Beating Intelligent Design at its own game

At a time I much liked to discuss “Intelligent Design” until I learned that the people supporting it are just not interested in discourse but rather, much like Fox Mulder, want to believe no matter what anybody else might say. You can read all of that here. Be sure to follow the link in the first comment, though, to read some of the actual discussion.

Now, a good friend who knows all about that pointed me to a web site I had not been aware of before, though it is not actually new. It is the web site of the “Church of the Flying Spaghetti Monster“, a parody of “Intelligent Design”. By claiming the right of the church’s doctrine to be taught at school, those folks are exposing how weak the same claim made by the supporters of “Intelligent Design” is, too (unless the Constituion be changed).

This approach is probably far more promising than philosophical discourse alone. As must be expected, the only official responses the original open letter to a Kansas School Board in the process of deciding whether or not to include “Intelligent Design” in the curriculum were sent by members of the board already opposing the inclusion. But there are other notable successes. And the approach is also very entertaining at that. The theory is altogether hilarious, though of course Bobby Henderson is experiencing the same kind of reactions from conservative Christians I have received. But if some people feel threatened by this kind of openess of mind, by this kind of open-ended discourse, then that has nothing to do with the kind of freedom the land of the free is advertising. And if the same people refuse to understand, that it is an even bigger threat to people of different opinions if the former make religion more than a private life matter and try to impose their understanding of what will make one go to Heaven or Hell on the latter, that also reminds me of other countries and/or times, not the land of the free and the 21st century.

I wonder whether I can officially become a pastafarian and send my church taxes over there.

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4 thoughts on “Beating Intelligent Design at its own game

  1. […] Check it out! While looking through the blogosphere we stumbled on an interesting post today.Here’s a quick excerpt […]

  2. Stardust says: Start in the beginning, 13.7 billion years ago, splice all those biological view points. All things. all life & all mankind evolved from “simple ancient atoms AND THEY ARE YOU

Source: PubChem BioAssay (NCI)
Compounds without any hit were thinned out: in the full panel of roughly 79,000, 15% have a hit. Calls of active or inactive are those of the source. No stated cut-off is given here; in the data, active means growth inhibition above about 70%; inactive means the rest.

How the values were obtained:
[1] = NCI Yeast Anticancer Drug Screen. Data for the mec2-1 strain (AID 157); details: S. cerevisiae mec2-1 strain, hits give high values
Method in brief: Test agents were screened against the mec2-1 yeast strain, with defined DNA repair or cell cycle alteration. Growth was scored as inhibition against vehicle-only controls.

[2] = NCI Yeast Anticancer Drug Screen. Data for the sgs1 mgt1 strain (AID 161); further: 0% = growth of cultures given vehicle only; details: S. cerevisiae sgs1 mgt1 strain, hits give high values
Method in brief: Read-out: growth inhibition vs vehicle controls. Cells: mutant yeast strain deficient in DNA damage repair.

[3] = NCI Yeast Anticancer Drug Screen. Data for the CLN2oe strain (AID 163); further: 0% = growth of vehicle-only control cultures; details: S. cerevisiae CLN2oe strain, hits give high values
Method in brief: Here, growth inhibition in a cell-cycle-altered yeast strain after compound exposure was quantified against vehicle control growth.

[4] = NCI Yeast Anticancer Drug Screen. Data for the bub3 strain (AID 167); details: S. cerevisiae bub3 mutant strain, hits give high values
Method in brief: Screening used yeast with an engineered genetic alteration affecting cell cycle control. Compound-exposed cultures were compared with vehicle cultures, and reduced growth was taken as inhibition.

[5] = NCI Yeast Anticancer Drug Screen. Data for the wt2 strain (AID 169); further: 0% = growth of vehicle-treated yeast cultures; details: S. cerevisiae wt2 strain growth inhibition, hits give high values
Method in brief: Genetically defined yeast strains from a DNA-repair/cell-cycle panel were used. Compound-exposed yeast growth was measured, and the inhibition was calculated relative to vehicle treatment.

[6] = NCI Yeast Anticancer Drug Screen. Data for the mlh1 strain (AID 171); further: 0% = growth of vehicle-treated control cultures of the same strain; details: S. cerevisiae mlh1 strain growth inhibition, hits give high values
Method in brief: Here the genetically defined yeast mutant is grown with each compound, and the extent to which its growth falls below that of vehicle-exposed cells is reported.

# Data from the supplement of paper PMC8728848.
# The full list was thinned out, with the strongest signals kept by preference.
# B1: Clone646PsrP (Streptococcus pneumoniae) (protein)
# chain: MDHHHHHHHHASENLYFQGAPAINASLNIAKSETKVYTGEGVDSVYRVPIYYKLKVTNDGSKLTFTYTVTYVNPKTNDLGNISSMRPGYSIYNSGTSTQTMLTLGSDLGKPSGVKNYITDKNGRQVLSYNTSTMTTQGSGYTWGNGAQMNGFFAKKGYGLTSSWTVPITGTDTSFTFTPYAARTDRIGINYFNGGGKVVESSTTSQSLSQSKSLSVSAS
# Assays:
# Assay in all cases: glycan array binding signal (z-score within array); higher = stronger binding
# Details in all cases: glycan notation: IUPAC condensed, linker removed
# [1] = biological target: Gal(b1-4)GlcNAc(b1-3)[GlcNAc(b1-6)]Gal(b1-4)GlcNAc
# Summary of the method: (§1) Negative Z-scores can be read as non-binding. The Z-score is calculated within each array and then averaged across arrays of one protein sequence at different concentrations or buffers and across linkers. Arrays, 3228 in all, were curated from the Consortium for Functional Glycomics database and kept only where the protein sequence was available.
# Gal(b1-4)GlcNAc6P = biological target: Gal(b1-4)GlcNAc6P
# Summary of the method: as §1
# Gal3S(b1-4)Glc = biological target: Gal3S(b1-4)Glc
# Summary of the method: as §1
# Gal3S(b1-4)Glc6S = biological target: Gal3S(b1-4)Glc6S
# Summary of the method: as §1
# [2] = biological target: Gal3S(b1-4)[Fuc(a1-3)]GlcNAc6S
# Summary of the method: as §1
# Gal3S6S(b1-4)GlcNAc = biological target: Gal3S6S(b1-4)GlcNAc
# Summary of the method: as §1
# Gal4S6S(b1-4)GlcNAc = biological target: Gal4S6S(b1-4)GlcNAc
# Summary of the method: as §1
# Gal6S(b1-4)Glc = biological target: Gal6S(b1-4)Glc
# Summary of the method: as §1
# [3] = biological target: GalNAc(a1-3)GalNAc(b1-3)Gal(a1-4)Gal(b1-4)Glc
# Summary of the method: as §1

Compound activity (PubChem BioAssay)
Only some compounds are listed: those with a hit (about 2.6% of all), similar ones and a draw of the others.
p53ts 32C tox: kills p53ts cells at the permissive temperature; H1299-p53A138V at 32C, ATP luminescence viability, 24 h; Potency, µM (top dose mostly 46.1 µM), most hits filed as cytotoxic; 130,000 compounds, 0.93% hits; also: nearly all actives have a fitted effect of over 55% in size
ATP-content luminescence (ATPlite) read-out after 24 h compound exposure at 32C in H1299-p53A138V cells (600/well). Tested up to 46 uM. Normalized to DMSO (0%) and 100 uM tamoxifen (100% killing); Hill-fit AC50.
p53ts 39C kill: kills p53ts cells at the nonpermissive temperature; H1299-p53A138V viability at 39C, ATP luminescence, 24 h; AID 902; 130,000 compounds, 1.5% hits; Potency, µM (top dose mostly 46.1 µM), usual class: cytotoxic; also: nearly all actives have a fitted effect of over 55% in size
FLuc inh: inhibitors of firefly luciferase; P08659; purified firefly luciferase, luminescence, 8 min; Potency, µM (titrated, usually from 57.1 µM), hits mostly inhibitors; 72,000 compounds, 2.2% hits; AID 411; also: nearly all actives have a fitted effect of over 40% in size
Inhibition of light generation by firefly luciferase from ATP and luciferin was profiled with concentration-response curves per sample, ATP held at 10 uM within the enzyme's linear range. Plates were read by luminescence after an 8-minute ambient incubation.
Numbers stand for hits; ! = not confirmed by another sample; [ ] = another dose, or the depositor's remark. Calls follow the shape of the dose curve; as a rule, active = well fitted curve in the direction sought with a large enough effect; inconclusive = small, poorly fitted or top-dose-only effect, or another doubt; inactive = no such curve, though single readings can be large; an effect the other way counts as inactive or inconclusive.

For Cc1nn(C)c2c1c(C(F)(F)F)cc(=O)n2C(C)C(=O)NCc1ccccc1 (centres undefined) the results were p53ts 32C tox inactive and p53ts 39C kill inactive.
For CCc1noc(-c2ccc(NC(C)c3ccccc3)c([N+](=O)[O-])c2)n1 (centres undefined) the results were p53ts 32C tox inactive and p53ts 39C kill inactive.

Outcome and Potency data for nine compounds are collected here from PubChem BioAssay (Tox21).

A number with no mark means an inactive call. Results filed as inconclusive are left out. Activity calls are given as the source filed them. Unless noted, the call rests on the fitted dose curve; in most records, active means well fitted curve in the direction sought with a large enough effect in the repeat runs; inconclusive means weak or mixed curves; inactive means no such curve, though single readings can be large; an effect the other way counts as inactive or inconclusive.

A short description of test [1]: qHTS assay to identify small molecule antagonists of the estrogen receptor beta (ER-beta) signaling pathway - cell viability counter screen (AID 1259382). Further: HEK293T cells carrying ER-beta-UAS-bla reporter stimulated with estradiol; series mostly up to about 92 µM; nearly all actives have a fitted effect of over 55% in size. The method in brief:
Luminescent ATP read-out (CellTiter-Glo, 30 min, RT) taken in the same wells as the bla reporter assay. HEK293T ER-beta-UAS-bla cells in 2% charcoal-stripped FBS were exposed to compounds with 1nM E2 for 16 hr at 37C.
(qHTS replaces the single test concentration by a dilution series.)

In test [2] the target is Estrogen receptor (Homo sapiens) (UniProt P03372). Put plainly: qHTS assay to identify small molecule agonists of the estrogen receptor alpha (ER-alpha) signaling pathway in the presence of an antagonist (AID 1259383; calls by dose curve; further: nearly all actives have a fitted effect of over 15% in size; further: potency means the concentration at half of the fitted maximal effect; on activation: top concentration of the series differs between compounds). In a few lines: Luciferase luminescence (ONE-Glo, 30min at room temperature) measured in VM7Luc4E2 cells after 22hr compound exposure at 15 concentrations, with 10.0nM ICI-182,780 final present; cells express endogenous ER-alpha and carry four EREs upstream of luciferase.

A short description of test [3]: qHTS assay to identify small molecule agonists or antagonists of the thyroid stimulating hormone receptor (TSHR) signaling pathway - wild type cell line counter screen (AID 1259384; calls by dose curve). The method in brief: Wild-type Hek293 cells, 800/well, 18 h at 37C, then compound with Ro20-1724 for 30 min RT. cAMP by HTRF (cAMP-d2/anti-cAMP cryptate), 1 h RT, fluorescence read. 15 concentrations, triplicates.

Both I,D, groups and Darwin groups due a disservice to God and society

  3. Suppose you meant “do a disservice to God and society”

    For ID it prolly comes as no surprise that I agree. Even for darwinist groups I can agree, when they go out of their way to ridicule the belief and the people holding that belief (though I don’t think that happens quite as often as some of the believers tend to feel).

    The thing that is often forgotten in this tedious debate is that it is not about truth at all (at least not as far as the sciences party is concerned). It is about the difference between thinking and believing.

    I can chose to disbelieve any evidence that the world is older than 10,000 yrs (Or pick any other example. Somebody seems to be writing guidebooks for discussing ID with supporters of darwinism.) As long as I do that because I think the evidence is not conclusive enough and look for other evidence, I’m still moving in the realm of science. If I only disbelieve such evidence because it is against my current belief and I don’t want to change that, then that’s not science.

    That’s the first thing I can’t stand: Somebody telling me he’s objective when he’s not, somebody telling me I’m free, when I’m not, somebody telling me a cause is just when it’s not, somebody lying to me because he thinks I’m to stupid to notice (and perhaps that is hybris).

    Then if we leave the realm of science and start to believe, that’s good. I’m all for believing in something. However, when it comes to believing one must not forget that the only things that make one belief more compelling than another (say, in the Flying Spaghetti Monster) are in the eyes of the believer. And if you fail to acknowledge that, you’re telling a supremacist story, and that’s the second thing I can’t stand: Somebody telling me Whites are better than Blacks, Arians better than Jews, Christians better than Muslims, Americans bettern than Mexicans, you name it — I’ve had enough of it.

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